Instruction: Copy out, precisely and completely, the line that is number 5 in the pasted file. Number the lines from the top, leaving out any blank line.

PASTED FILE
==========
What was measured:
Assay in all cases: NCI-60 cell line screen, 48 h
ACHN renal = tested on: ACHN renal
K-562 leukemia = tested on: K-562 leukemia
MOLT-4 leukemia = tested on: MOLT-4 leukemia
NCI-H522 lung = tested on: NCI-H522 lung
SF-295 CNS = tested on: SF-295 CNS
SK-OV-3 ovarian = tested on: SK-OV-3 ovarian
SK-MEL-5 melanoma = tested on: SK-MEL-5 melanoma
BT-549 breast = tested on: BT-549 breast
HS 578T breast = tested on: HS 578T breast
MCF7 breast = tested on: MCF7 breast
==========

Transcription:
MOLT-4 leukemia = tested on: MOLT-4 leukemia